26 January, 2010 § 2 Comments
The internet has been in heavy use for a long time now. Browser wars have come and gone. There is now two dominant browsers in North America and has been for the past 4 or so years, yet there are still companies specifically targeting their websites towards a specific browser.
Point in case: Microsoft Outlook Web Access.
In order to get the really nice version, you have to use Internet Explorer. This means that I have to stop using Chrome, and fire up another browser just to check my email if I want to send an HTML formatted mail message.
So today after sending an email through IE, I decided to see if the only thing blocking Chrome was the browser sniffing done by Microsoft.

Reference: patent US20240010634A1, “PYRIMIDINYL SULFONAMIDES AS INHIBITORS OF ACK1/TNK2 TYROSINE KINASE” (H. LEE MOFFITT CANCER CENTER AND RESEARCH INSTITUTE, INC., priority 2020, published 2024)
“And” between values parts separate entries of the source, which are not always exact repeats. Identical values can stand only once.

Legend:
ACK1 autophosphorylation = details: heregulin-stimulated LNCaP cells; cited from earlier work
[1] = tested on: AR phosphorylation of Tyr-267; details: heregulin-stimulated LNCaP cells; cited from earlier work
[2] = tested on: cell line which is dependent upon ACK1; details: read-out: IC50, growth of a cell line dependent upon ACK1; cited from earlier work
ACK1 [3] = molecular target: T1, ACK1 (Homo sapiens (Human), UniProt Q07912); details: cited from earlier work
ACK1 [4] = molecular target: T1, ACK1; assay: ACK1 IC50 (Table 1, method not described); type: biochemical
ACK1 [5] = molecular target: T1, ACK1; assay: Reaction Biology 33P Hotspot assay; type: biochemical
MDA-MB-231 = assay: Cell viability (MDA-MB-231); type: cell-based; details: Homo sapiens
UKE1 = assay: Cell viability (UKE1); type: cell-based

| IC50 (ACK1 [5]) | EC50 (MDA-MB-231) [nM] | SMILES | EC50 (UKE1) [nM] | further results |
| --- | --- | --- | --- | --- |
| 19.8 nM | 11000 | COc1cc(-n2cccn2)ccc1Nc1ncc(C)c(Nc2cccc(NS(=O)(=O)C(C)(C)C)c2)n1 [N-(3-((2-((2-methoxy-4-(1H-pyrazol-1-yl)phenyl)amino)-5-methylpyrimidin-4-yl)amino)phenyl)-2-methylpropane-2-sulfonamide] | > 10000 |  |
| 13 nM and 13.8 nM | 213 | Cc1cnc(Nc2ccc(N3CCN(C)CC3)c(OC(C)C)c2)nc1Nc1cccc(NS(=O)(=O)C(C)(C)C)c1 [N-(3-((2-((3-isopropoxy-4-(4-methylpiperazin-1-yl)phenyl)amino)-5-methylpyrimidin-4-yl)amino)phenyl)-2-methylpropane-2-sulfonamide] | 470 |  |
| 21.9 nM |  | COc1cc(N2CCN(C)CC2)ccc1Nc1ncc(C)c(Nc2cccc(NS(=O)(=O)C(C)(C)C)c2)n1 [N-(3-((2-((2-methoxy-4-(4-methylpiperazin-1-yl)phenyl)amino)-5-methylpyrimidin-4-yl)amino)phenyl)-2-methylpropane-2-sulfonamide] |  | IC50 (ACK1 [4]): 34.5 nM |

And the verdict is: ……………… Nope, the browser sniffing isn’t the only thing stopping Chrome from replacing Internet Explorer.
The Outlook interface is completely, I mean completely, unusable in Chrome. Messages can’t be read, folders can’t be switched. The full, unsliced CSS sprites are displayed everywhere.
If you’re curious to test this out, all you have to do is run Chrome with the –user-agent command line argument like so:
chrome.exe --user-agent="Mozilla/4.0 (compatible; MSIE 8.0; Windows NT 6.1; WOW64; Trident/4.0; SLCC2; .NET CLR 2.0.50727; .NET CLR 3.5.30729; .NET CLR 3.0.30729)"
Guess I’m stuck with either using the “Web Access Light” on Chrome or the full-feature switch to IE.
*I will continue to hope that Microsoft will start to care more about end-user experience*